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Spring Into Fresh Food

Spring is here, and with it has come the peak of freshness for many fruits and vegetables. With summer on the horizon, now is a particularly great time for students to start thinking healthier when it comes to their diets. However, with popular dining establishments such as Nelly’s and Jr.’s Burgers open until the wee hours of the morning seven days a week, it can be especially hard to tame those bad eating habits so often associated with a college lifestyle.

“Lack of access to cooking equipment and refrigerators too small to hold fresh foods in the dorms is one of the main reasons I think many students might find it difficult to eat healthy,” says senior Amy Rodriguez.

“I am notorious for microwave cooking, even now living offcampus in a house with a fully equipped kitchen just because it is quicker and easier,” she added.

But have no fear! Students here at the University can still eat fabulous and fresh without sacrificing taste or time. One dish that is a personal favorite is the Mardi Gras Salad. The recipe can be found at cinnamonhearts. com. It incorporates fresh and healthy ingredients, such as spinach and mandarin oranges, without sacrificing taste. Students can also add Purdue Short Cuts chicken strips for added protein and substance or toasted walnuts for vital and beneficial omega-3 fats.

 Another student, junior Jessica Gordon, suggests frozen yogurt as an alternative to traditional ice cream desserts.

“Top It on Ocean Ave and Red Mango in Pier Village are two newer dessert locations around campus. They offer a variety of frozen yogurt flavors and many different toppings, including fresh fruits and whole grains. It’s similar to ice cream but much less heavy and fattening,” she says. R ed M ango b oasts t heir non-fat yogurts that provide a good source of calcium while remaining 100 percent fat free.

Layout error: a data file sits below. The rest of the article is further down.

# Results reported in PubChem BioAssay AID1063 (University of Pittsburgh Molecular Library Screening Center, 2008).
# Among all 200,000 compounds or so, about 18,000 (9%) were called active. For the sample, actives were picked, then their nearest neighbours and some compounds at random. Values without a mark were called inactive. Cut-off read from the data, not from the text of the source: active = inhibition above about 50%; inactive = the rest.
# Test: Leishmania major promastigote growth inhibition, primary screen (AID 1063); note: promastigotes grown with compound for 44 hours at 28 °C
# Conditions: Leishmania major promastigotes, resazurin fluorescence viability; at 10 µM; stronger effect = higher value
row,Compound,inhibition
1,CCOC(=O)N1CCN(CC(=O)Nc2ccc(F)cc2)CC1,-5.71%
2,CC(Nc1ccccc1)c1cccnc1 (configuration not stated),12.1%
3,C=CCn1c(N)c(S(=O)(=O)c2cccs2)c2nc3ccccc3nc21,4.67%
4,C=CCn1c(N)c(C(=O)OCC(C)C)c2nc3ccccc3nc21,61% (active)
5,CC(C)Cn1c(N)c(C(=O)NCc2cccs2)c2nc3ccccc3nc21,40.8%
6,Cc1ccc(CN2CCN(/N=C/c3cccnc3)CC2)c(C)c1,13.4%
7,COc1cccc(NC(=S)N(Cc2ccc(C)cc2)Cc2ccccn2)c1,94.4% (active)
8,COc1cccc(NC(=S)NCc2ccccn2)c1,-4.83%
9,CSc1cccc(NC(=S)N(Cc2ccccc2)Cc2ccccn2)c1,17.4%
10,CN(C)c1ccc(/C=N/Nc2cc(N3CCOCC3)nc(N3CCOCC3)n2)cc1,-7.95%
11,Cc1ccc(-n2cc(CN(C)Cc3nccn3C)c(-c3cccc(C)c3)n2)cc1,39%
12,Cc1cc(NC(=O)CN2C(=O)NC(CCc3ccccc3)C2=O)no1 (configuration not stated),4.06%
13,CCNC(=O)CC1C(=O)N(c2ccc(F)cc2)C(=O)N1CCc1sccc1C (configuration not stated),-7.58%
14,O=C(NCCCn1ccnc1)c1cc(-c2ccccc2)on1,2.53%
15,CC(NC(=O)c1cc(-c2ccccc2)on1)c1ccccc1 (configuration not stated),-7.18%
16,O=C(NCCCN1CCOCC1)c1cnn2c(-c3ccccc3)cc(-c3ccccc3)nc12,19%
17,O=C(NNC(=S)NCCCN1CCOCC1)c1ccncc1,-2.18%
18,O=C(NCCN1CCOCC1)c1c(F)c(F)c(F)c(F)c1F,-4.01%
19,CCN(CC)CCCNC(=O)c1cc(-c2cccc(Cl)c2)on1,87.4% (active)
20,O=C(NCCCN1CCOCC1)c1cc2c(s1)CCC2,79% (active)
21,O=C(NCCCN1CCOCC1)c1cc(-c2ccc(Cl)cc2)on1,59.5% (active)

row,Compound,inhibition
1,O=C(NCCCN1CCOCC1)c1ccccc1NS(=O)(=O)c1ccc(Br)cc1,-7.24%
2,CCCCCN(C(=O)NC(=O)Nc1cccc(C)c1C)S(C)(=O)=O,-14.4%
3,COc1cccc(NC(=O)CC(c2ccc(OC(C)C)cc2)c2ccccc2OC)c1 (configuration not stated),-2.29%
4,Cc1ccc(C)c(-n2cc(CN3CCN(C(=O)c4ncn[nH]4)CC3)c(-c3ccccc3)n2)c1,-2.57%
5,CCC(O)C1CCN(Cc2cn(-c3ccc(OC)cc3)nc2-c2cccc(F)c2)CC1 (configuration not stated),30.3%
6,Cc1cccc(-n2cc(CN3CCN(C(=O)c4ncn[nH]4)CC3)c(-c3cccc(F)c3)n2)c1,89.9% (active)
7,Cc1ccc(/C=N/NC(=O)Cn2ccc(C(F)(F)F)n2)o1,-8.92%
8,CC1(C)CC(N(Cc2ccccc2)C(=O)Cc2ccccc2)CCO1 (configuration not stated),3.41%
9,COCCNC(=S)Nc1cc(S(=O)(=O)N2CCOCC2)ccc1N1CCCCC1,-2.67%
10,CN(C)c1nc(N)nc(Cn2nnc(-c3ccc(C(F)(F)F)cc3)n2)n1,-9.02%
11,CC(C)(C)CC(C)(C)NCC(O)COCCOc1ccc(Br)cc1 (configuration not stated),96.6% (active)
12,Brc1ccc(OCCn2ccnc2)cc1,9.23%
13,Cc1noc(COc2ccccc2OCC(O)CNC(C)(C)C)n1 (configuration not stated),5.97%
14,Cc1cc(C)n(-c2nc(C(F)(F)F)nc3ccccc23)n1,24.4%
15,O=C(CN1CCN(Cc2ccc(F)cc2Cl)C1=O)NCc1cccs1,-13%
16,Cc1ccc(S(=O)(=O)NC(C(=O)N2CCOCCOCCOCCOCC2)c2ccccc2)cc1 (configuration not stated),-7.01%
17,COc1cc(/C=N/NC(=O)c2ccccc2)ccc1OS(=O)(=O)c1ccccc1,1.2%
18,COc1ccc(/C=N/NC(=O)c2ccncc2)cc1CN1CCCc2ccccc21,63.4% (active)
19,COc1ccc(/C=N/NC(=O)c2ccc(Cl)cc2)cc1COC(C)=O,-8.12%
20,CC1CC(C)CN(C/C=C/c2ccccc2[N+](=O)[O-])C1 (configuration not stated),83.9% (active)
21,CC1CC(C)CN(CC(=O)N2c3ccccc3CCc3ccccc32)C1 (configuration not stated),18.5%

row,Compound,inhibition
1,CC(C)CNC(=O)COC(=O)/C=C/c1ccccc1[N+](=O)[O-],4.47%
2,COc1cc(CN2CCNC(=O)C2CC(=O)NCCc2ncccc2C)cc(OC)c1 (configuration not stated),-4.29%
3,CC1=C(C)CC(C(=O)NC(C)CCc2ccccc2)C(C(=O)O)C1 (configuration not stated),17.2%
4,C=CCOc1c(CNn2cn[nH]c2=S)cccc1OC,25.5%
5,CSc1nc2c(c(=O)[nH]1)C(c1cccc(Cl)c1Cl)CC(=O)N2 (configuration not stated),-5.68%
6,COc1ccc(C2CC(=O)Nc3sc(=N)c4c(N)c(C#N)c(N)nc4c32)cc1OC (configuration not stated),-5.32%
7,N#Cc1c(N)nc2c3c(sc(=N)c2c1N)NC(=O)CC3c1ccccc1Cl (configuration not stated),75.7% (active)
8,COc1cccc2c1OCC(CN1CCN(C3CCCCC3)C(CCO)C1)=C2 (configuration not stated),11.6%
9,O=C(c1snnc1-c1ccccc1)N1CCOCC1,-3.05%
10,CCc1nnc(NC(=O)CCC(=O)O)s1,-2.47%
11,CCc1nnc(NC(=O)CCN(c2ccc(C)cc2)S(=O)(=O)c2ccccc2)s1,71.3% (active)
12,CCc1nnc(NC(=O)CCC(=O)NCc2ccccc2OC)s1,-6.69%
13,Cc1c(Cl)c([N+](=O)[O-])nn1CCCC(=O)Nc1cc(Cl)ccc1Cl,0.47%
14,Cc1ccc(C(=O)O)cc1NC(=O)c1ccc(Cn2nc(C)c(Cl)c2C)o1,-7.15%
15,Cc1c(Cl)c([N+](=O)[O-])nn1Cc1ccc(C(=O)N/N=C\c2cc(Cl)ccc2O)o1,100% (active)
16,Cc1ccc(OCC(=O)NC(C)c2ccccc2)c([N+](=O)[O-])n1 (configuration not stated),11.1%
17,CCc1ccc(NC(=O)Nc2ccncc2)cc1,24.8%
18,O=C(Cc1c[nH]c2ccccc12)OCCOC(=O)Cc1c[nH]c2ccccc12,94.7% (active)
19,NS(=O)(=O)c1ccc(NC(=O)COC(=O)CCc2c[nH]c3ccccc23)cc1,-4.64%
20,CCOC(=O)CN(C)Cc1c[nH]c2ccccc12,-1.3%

But what else can students do to try to maintain a healthy diet? Of course there will be those urges and cravings for fries and fat sandwiches.

Health Services has some recommendations. “If there is one simple piece of advice for college students today, it would be to cut down on portion size. One nutritionist was quoted as saying that if someone wants a simple and cheap way to reduce caloric intake, than only eat enough food to fit on a salad or sandwich plate versus a dinner plate,” suggests Kathy Maloney, Director of Health Services.

Some additional tips on healthy diets provided by Maloney include the following: Cutting down on carbohydrates with refined sugars, avoiding the “hidden” calories of drinks with high fructose sugars, avoiding fried foods all together, choosing lean meats, remembering that one portion of meat is actually the size of a deck of cards, and choosing breads and pastas that are whole grain and high in fiber.

One very active and health conscious student, senior Laura Ledman, recommends some dorm room snacking alternatives she has learned over her four years at the University.

“I liked to keep a lot of grains in my dorm when I lived on campus. They are easier to store, good for you and fill you up. I liked to always have oatmeal, granola bars and trail mix around. I also tried to keep my mini-fridge full of yogurts, cheeses and veggies. They’re all healthy and light snacks that are much better options than ordering greasy, fried foods late night,” she says.

So students, be not discouraged by your living situations or lack of chef skills in the kitchen. Healthy, fresh and nutritious meals can be made.

Also, by implementing the suggestions made by Maloney in Health Services, like limiting portion size and reducing sugary drink intake, you will already be making a positive difference in your diet that you may have ever known about before.